St. Petersburg Times
Special report
Video report
  • For their own good
    Fifty years ago, they were screwed-up kids sent to the Florida School for Boys to be straightened out. But now they are screwed-up men, scarred by the whippings they endured. Read the story and see a video and portrait gallery.
  • More video reports
Multimedia report
Print Email this storyEmail story Comment Email editor
Fill out this form to email this article to a friend
Your name Your email
Friend's name Friend's email
Your message
 

Face transplant recipient edges toward 'ordinary'

By ASSOCIATED PRESS
Published July 30, 2006


BEIJING - A Chinese farmer who received a partial face transplant after being mauled by a black bear has been discharged from the hospital and will go back to his rural mountain village, state media said Saturday.

Li Guoxing, 30, who underwent surgery in Xijing Hospital in the central Chinese city of Xian, thanked the doctors and nurses after being released Friday and said he was happy to go home, the Xinhua News Agency said.

"Before I accepted the surgery I could not eat, drink or smile like an ordinary person," he said at a news conference. "Now I am starting to act like an ordinary person. It feels great."

The state-run Beijing Youth Daily featured a photo of Li arriving in Kunming, capital of the southwestern province of Yunnan, and holding a bouquet of flowers as a group of smiling people welcomed him. His face appeared swollen and stitches were still visible.

"When he took a train to Xian for his operation, he had to wear a mask," the newspaper said. "Now he's full of confidence and greeted everyone at the exit door of the airport for 20 minutes."

The hospital, run by the People's Liberation Army, said it was only the second time the complex procedure had been attempted anywhere in the world.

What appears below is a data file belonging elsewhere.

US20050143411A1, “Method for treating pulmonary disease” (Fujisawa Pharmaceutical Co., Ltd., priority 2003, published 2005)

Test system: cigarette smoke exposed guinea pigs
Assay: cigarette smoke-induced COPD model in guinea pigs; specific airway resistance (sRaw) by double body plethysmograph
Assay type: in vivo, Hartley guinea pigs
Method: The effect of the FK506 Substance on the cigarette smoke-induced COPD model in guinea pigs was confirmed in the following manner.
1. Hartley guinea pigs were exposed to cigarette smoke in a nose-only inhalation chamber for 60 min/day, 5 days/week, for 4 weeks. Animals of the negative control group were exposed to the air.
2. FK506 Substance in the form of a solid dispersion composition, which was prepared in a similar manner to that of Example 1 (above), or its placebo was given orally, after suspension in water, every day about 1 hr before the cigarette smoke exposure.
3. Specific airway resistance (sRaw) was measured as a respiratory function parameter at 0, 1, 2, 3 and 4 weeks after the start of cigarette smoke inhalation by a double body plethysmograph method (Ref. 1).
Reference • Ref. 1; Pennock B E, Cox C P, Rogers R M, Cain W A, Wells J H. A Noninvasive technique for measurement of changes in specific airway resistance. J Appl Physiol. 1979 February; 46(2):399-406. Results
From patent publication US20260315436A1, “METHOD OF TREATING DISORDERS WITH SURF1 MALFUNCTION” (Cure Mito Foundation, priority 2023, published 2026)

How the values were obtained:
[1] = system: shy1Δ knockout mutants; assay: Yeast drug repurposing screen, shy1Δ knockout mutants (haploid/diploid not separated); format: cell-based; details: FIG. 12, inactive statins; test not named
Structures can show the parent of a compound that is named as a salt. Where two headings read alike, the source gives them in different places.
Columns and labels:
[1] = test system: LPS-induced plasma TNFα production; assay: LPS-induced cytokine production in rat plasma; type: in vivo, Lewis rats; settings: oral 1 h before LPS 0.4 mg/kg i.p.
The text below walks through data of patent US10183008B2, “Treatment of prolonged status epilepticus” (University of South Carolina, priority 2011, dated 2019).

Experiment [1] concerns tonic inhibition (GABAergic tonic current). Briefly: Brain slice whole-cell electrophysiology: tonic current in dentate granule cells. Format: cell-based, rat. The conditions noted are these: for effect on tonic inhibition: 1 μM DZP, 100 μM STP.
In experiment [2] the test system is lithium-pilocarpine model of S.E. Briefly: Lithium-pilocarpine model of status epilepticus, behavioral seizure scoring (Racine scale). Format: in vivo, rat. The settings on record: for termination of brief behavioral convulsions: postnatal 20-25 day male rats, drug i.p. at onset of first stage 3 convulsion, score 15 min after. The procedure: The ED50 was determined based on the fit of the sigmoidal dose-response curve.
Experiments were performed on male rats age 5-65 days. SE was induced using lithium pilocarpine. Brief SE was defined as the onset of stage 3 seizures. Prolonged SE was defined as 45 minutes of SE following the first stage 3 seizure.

Last year, doctors in Amiens, France, performed what is thought to be the world's first such procedure, transplanting lips, a chin and a nose onto a woman who had been attacked by a dog.

Two doctors were accompanying Li back to his home in a poor, mountainous village in Yunnan, Xinhua said.

He will spend a week with his wife and two children before going back to the hospital for more treatment because his hometown does not have adequate medical facilities, the news agency reported.

Li lost almost the whole right side of his face in 2003 after a black bear mauled him when he tried to chase it away from his cows with a stick.

On April 14, a team of 15 doctors and three nurses gave him a nose, upper lip, cheek and eyebrow from a brain-dead donor in a 15-hour procedure.

Since then, Li has been doing well and the swelling in his face has gone down, Guo Shuzhong, director of the hospital's plastic surgery department, was quoted as saying by Xinhua.

Li now has some facial hair and acne - signs that the transplant has been successful and the skin is alive, Guo said.

He likely will undergo more surgery in the coming weeks "to make the right part of his face, his lips and eyes seem more natural," Guo said.

Li, who speaks the dialect of his Lisu ethnic minority group, remained mostly quiet during a brief appearance for reporters in Kunming.

He wore a black polo shirt with an orange collar, and the grafted skin appeared a shade lighter than his natural tone.

Because the muscles of his face were still healing, he remained expressionless. Water dribbled down his chin as he drank from a bottle.

The Nature Conservancy, a U.S. environmental group, heard about Li's case while working on a program to ease farmers' anger over the growing numbers of black bears in Yunnan since laws protecting them were enacted in the late 1990s. The bears kill and eat valuable livestock and destroy crops, farmers say.

A Chinese representative of the group contacted Guo after hearing that doctors at Xijing Hospital successfully performed a partial face transplant on a rabbit.

Guo went to Li's home in March, and they decided to attempt the surgery if a donor could be found.

[Last modified July 30, 2006, 01:24:50]


Share your thoughts on this story

[an error occurred while processing this directive]
Subscribe to the Times
Click here for daily delivery
of the St. Petersburg Times.

Email Newsletters

ADVERTISEMENT